The group points out that Huge Telecom procures its access to MTN’s network through Huge Cellular, a black-empowered company associated with Huge, which carries Huge’s name.
It notes Huge Cellular has been involved in a long-standing dispute with Cell C, and this has placed the business of Huge Telecom at risk.
Huge Group says the dispute has threatened the ongoing access of Huge Telecom’s 16 000 customers, which are predominantly SME customers, to vital telephone services.
To mitigate this risk, Huge Cellular concluded an agreement with MTN on 18 November 2019.
According to Huge, in August 2020, Cell C informed Huge Cellular that it no longer wished to provide services to Huge Cellular and gave Huge Cellular until close of business on 31 October 2020 (which was later extended to 13 November 2020) to migrate its customers to an alternative mobile network.
These services provided by Huge Cellular to Huge Telecom, and on to over 16 000 customers, involves over 43 000 telephone lines, says the company.
On 30 August 2020, it adds, MTN agreed to assist Huge Cellular, and in turn Huge Telecom, in migrating the entire customer base to the MTN mobile telephone network. MTN is a provider of mobile virtual network enabler services.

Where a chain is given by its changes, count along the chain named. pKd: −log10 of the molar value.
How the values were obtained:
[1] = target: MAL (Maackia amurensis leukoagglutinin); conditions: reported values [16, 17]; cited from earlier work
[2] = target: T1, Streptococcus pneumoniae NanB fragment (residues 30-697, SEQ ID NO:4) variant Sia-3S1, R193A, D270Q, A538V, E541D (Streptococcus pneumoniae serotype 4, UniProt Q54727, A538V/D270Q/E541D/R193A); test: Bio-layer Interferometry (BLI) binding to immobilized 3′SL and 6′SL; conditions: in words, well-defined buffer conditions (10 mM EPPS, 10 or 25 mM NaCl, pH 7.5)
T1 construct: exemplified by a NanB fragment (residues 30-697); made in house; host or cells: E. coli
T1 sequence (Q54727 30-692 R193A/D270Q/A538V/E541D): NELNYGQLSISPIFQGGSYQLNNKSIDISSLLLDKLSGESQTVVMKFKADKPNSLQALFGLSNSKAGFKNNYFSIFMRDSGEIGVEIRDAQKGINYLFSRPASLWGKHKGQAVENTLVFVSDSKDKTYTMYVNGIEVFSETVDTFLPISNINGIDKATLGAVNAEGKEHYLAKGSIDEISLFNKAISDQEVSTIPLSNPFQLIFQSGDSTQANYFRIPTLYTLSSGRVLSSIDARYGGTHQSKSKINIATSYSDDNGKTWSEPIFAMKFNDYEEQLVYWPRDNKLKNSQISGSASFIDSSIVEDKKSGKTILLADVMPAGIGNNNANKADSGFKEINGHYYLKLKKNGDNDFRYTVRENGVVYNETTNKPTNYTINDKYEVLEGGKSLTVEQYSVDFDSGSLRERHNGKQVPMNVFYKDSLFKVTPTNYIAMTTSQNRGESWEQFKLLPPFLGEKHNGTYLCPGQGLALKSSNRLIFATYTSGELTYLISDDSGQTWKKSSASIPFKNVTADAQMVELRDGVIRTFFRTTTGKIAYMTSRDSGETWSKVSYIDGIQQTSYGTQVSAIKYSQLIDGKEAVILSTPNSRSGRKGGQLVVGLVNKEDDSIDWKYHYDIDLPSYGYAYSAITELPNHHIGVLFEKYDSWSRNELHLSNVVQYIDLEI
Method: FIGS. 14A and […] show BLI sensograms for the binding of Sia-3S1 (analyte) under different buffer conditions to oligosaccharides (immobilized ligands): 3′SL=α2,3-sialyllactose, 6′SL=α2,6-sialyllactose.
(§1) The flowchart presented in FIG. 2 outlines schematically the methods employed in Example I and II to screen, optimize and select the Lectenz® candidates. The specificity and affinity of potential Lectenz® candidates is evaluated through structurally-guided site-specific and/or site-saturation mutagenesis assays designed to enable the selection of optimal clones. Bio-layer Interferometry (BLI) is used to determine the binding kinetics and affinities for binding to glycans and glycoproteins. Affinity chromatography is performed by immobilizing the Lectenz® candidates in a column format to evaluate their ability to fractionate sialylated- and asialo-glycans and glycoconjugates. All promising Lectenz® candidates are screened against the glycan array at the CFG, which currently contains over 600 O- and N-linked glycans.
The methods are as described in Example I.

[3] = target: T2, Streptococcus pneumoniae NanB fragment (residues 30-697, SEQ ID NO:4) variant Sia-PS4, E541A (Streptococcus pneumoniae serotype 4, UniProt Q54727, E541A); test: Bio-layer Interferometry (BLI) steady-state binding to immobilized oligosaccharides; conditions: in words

Openshaw states “this is probably the largest ever physical migration of mobile telephone network services South Africa has ever seen” and has been substantially completed in record time.
“To physically visit 16 000 customers in 75 days was a near impossible task but thanks to an incredibly capable executive team, a committed workforce and MTN as an involved supplier, the migration has been very successful.”
The group also points out the impact COVID-19 has had on SA has been devastating, with the ongoing impact on SMEs being arguably worse.
Huge Cellular says in order to avoid any further negative impact, it is engaging with Cell C with a view to Cell C extending access to the Cell C mobile telephone network to ensure the final few remaining customers are migrated to MTN’s mobile telephone network without any loss of service.